I actually googled "unfront" to see if this was some new jargon in the Indian markets. I concluded it is a typo for "Upfront". Also, I actually had to fight my auto-correct to type "Unfront".

Exhibit C: AMFI

The Information provided on the AMFI website is based on the information provided by the members. As such AMFI does not take any responsibility for its accuracy, completeness and timeliness.

The AMFI Disclaimer above is by far my favorite. It is tantamount to blanket recanting of everything posted on the website of an association formed, by the mutual fund companies themselves, with the explicit mission of spreading trust and awareness of mutual funds in India. I wonder what information  AMFI actually is responsible for on its own website.

I'd be happy if these were the only instances of head-slapping reading I have as yet encountered. Sadly, that isn't the case. I don't list them here since I have long since lost context on where and how I encountered these errors. I'll add to these as and when I run across more.

Till then, share my agony and ecstasy.


kage said...

here's more!

Goldman Sachs AMC has acquire Benchmark AMC. Pursuant to this all the schemes of Benchmark Mutual Fund has been renamed to Goldman Sachs w.e.f. August 22, 2011.

kage said...

Now from Goldman Sachs Benchmark mutual funds' website.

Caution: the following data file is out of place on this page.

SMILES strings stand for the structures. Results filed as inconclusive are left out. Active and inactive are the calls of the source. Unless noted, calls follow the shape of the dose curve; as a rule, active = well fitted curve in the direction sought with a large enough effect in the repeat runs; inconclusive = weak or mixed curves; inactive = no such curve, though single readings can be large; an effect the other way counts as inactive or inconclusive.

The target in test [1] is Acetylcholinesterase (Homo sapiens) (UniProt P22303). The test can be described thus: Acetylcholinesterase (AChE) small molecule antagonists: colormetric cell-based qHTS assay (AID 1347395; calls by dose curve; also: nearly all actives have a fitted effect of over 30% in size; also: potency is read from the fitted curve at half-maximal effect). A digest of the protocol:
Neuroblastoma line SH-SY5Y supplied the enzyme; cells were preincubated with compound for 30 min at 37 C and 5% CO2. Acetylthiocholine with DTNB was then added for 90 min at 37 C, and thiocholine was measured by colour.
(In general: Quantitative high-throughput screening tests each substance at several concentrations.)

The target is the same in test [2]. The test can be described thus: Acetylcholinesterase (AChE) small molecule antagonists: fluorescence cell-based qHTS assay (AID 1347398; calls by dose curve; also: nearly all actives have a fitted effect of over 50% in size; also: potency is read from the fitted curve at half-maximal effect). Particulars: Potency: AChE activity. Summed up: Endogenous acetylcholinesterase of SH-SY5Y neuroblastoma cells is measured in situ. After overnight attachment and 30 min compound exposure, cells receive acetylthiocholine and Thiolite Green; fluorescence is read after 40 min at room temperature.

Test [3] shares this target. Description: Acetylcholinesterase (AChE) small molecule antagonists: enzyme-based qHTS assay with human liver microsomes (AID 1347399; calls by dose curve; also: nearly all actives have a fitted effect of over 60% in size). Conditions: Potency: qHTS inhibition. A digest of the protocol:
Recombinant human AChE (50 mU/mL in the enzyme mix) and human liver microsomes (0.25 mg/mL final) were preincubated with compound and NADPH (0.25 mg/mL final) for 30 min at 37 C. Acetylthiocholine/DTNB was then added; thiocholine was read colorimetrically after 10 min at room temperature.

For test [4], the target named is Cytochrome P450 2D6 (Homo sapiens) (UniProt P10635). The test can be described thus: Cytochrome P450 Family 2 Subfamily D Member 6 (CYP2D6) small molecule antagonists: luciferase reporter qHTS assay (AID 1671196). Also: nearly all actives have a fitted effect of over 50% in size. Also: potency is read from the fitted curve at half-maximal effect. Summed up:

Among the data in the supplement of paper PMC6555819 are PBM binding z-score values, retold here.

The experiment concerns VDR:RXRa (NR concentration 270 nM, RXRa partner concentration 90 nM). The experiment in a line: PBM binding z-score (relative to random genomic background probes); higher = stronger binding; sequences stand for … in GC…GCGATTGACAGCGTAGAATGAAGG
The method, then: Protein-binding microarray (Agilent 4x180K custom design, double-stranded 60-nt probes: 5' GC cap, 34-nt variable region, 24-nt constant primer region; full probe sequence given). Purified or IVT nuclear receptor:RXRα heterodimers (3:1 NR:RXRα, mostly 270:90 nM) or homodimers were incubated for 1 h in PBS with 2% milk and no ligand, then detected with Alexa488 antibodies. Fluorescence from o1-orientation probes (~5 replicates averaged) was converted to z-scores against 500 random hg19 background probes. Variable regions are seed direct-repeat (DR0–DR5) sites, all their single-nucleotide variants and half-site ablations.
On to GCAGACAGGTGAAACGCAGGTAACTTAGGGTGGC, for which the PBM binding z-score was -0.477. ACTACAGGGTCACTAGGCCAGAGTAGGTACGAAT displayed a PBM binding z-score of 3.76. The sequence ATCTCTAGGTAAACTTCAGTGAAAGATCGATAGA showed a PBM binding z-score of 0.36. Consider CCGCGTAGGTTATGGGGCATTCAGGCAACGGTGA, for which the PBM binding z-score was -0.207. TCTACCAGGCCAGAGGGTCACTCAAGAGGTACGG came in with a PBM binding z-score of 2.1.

"With effect from 14th July 2011, both Benchmark Asset Management Company Private Limited (BAMC) and Benchmark Trustee Company Private Limited (BTC) are a part of the Goldman Sachs group. Goldman Sachs is a leading global investment banking, securities and investment management firm that provides a wide range of services worldwide to a substantial and diversified client base that includes corporations, financial institutions, governments and high-net-worth individuals. Founded in 1869, Goldman Sachs is one of the oldest and largest investment banking firms. The entire share capital of BAMC is held by Goldman Sachs Asset Management (India) Private Limited (the asset management company of Goldman Sachs Mutual Fund) and another Goldman Sachs group company, whereas the entire share capital of BTC is held by Goldman Sachs Trustee Company (India) Private Limited (the trustee company of Goldman Sachs Mutual Fund) and another Goldman Sachs group company."

Which other Goldman Sachs company is being talked about here? Is there a reason it hasn't been disclosed?